2.1.1. Lightweight Mutual Authentication Protocol (LMAP)
The LMAP laid the foundation of UMAPs and falls under the umbrella of the triangular UMAPs. The memory architecture of the tag and the reader implementing the LMAP is given in Table 4. The protocol executes in following steps:(1)The reader sends the “” message to the tag.(2)The tag replies with to the reader. This acts as an index in the database to locate the and the related to the tag. If the required data is not found, the protocol is terminated; otherwise it moves to next step.(3)In step (3), the reader generates two pseudorandom numbers and . These random numbers are used for the calculation of the messages and .Finally, is transmitted to the tag.(4)The tag extracts and from the messages and , respectively. The message is a challenge token for the reader authentication. After successful reader authentication, the protocol moves to step (5).(5)The tag generates and transmits message . The message has two purposes: (a) concealed transfer of the tag’s ; (b) the tag authentication.After the transmission of the message , the dynamic variables at the tag’s end are updated using following equations:(6)The reader receives the message , authenticates the tag, and updates the dynamic variables using (5)-(9). The process of updating dynamic variables on the reader’s side only takes place in case of successful mutual authentication.
The flow diagram of the LMAP is given in Figure 2. Despite being resource efficient, the LMAP is a weak protocol in terms of structure and equations. The triangular functions alone are unable to conceal the tag’s secrets in public messages due to their imbalance nature. Several cryptanalysis attacks on the LMAP have proved that the protocol cannot be used as a standard for the RFID authentication purposes.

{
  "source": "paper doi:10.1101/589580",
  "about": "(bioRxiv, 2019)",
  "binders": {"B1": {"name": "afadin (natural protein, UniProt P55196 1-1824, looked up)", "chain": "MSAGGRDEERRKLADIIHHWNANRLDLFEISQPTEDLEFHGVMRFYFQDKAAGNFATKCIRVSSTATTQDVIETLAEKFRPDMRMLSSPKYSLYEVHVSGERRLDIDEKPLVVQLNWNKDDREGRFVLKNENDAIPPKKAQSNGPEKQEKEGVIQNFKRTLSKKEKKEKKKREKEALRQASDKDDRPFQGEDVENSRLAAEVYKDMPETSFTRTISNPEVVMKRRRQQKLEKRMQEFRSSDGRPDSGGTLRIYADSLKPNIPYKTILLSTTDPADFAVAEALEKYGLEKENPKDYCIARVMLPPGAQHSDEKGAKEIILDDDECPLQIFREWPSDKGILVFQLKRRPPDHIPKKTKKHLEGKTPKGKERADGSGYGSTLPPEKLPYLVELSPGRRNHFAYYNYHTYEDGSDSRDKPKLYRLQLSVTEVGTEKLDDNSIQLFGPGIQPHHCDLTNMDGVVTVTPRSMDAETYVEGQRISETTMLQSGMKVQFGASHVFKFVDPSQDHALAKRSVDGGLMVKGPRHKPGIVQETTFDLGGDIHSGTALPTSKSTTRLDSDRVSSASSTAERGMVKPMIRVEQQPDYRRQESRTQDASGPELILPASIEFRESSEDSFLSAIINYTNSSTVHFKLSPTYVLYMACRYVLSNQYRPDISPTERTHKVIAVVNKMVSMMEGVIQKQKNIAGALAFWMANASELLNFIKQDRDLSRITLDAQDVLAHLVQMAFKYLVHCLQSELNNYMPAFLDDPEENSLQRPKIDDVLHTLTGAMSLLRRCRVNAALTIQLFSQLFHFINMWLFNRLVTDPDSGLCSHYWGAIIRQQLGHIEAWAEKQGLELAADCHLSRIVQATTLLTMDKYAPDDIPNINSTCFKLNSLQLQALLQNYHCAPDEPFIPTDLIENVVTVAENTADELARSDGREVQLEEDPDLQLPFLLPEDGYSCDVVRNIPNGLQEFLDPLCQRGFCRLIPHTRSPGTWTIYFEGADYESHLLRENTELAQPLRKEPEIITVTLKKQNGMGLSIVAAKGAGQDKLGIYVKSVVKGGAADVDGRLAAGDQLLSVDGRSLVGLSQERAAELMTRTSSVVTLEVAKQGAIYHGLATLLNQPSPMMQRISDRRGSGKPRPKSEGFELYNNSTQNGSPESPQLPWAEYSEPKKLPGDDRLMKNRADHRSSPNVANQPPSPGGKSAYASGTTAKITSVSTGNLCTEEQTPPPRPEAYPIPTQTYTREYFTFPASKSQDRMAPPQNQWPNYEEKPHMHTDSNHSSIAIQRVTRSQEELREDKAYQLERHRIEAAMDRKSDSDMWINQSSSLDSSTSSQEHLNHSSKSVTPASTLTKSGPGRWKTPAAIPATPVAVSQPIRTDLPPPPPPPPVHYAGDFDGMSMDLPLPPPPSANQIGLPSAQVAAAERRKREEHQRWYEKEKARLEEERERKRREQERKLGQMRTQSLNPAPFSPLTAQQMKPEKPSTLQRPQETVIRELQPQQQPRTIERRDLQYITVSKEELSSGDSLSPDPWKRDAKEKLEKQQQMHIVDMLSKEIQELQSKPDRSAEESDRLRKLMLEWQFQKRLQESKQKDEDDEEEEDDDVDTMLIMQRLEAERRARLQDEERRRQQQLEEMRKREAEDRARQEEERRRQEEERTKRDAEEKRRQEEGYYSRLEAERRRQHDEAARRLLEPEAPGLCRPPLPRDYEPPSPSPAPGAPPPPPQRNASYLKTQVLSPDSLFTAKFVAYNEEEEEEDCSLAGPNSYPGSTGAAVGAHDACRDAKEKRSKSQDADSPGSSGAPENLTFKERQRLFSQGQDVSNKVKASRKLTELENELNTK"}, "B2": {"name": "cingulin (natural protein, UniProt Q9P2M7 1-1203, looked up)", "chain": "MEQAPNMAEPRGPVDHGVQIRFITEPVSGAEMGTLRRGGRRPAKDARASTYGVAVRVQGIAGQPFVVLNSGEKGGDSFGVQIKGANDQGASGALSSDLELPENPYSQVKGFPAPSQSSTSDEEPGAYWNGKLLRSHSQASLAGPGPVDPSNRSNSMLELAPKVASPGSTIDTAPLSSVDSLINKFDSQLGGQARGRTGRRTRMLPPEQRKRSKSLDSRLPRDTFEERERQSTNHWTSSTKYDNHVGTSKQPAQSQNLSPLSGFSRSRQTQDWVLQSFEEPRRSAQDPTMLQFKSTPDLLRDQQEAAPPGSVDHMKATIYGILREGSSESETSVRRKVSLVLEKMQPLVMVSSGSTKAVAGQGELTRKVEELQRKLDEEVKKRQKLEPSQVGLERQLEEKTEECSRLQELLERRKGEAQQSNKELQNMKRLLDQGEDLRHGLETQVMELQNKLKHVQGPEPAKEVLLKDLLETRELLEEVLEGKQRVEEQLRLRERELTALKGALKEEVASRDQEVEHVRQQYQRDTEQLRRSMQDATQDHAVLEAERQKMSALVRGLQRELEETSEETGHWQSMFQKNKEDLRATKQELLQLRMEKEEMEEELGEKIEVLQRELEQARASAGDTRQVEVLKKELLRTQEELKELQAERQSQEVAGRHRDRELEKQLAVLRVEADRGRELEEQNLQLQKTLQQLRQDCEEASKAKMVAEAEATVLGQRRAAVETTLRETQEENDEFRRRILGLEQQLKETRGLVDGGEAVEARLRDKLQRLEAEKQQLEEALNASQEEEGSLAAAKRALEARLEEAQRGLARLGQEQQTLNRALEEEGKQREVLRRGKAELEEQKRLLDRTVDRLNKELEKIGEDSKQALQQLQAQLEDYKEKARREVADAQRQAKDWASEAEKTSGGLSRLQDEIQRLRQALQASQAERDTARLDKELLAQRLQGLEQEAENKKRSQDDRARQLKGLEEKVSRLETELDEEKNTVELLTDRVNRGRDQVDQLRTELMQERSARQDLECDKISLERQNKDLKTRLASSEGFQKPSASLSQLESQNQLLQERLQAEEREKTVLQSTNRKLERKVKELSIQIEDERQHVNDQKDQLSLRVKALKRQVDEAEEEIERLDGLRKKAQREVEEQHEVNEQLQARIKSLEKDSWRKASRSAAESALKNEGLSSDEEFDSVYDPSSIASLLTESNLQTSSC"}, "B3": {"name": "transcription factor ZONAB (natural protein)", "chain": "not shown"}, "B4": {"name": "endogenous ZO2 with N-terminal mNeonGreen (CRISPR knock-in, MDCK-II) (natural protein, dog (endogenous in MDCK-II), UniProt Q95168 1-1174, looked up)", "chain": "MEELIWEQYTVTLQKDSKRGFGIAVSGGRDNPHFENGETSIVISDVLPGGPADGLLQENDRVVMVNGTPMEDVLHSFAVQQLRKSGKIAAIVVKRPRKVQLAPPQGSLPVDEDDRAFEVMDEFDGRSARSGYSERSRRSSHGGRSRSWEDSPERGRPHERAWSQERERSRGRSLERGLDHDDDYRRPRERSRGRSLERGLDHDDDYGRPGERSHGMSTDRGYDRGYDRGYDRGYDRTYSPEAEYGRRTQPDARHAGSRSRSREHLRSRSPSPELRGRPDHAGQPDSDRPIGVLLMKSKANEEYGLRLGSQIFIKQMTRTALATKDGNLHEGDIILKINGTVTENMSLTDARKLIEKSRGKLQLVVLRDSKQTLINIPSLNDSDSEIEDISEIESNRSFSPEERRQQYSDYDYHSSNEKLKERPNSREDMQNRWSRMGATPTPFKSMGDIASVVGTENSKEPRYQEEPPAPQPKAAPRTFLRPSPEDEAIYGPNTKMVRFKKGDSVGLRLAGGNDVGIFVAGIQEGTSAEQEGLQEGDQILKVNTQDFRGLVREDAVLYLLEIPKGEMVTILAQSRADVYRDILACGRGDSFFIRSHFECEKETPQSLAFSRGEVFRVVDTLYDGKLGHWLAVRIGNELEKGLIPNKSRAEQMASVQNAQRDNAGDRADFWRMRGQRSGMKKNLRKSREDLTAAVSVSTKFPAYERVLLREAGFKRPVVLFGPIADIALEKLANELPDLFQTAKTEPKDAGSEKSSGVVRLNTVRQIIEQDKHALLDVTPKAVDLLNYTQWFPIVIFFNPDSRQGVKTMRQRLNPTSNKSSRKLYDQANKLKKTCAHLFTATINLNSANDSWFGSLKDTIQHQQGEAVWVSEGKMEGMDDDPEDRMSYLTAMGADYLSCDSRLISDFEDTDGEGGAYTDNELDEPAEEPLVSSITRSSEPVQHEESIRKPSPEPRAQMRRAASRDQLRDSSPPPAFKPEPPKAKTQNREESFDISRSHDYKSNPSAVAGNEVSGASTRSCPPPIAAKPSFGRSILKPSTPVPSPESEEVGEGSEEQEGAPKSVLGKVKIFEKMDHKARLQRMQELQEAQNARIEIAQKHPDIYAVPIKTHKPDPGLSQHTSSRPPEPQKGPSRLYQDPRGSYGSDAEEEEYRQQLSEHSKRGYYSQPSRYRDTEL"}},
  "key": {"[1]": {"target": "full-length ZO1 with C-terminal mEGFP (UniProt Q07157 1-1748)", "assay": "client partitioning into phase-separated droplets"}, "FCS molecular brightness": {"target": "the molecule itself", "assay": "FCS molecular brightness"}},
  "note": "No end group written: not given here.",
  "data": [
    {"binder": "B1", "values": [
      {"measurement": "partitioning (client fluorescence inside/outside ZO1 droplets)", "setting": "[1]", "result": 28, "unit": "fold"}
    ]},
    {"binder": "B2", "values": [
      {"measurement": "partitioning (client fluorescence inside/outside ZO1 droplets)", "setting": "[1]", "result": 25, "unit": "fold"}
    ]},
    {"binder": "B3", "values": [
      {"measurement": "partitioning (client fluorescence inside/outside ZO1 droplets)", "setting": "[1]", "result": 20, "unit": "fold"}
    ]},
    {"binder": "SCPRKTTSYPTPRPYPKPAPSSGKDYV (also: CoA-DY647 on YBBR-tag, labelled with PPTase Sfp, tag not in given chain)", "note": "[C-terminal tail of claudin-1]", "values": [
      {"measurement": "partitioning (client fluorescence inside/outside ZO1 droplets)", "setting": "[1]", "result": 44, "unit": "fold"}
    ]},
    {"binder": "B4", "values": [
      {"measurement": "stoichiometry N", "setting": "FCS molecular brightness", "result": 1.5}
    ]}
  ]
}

2.1.2. Minimalistic Mutual Authentication Protocol (M2AP)
The second protocol from the triangular UMAP family is the M2AP. This protocol is similar to the LMAP in terms of the tag’s memory architecture and the protocol’s primitives. The basic difference between the two protocols is the composition of public message . The memory architecture of the tag implementing the M2AP is given in Table 4. The step by step execution of the protocol is elaborated as follows:(1)The reader “pings” the tag, detected in its vicinity.(2)The tag responds with the which acts as an index to locate the data associated with the tag in the database for successful tag identification.(3)After the tag identification, the reader generates two pseudorandom numbers and . The reader then computes and transmits challenge message to the tag.(4)The tag extracts and from and , respectively, and verifies the identity of the reader by calculating a response for message . After successful reader authentication, the tag calculates and transmits challenge message .The message is used for the tag authentication whereas the message is used for the communication.(5)After successful mutual authentication, the dynamic memory on both sides is updated using the following equations:The block diagram of the protocol is given in Figure 3. The cryptanalysis of M2AP was similar to that of LMAP due to similarity in composition of public messages equations and memory architectures.